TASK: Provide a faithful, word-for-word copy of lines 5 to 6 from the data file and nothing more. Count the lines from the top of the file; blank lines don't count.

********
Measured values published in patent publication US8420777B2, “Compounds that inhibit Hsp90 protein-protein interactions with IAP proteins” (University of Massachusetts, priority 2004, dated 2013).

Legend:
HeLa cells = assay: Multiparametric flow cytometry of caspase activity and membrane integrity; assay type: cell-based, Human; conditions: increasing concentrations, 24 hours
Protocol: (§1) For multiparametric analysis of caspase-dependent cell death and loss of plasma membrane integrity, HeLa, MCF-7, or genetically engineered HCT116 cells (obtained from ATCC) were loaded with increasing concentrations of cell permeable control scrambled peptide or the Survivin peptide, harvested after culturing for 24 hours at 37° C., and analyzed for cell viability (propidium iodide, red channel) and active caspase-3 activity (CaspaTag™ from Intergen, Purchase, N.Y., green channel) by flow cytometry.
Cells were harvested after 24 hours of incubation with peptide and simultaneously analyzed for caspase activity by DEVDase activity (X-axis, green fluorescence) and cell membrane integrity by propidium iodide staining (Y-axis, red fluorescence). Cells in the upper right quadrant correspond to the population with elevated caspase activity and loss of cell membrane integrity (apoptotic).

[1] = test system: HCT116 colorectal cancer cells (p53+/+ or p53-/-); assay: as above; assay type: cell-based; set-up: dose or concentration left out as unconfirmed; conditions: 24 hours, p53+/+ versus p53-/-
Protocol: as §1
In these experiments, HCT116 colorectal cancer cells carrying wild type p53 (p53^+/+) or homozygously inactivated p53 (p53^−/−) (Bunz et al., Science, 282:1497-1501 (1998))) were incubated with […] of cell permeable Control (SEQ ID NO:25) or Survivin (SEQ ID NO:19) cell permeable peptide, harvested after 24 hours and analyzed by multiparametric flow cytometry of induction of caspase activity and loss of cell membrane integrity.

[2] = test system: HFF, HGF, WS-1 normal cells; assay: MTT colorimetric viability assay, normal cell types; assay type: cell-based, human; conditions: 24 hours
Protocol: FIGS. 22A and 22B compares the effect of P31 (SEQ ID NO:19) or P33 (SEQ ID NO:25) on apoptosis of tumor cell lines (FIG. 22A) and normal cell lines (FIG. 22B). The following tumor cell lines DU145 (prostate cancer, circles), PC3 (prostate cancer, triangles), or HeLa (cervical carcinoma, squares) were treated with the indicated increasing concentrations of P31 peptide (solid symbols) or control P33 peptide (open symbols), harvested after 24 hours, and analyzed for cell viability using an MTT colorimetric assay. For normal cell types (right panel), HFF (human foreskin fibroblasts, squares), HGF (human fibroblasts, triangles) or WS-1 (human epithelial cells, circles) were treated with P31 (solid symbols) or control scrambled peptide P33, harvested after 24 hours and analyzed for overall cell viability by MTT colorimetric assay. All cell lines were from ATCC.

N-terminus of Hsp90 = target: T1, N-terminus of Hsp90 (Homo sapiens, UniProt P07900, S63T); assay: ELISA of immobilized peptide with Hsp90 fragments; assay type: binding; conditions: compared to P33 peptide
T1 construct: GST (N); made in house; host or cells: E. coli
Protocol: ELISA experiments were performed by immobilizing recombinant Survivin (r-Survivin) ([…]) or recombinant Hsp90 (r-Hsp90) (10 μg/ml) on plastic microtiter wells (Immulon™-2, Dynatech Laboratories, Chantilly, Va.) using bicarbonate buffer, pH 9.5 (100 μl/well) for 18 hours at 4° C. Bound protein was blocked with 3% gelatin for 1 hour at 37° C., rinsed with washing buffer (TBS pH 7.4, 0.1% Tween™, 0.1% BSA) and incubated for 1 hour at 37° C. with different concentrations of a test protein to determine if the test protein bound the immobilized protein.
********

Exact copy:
Cells were harvested after 24 hours of incubation with peptide and simultaneously analyzed for caspase activity by DEVDase activity (X-axis, green fluorescence) and cell membrane integrity by propidium iodide staining (Y-axis, red fluorescence). Cells in the upper right quadrant correspond to the population with elevated caspase activity and loss of cell membrane integrity (apoptotic).

[1] = test system: HCT116 colorectal cancer cells (p53+/+ or p53-/-); assay: as above; assay type: cell-based; set-up: dose or concentration left out as unconfirmed; conditions: 24 hours, p53+/+ versus p53-/-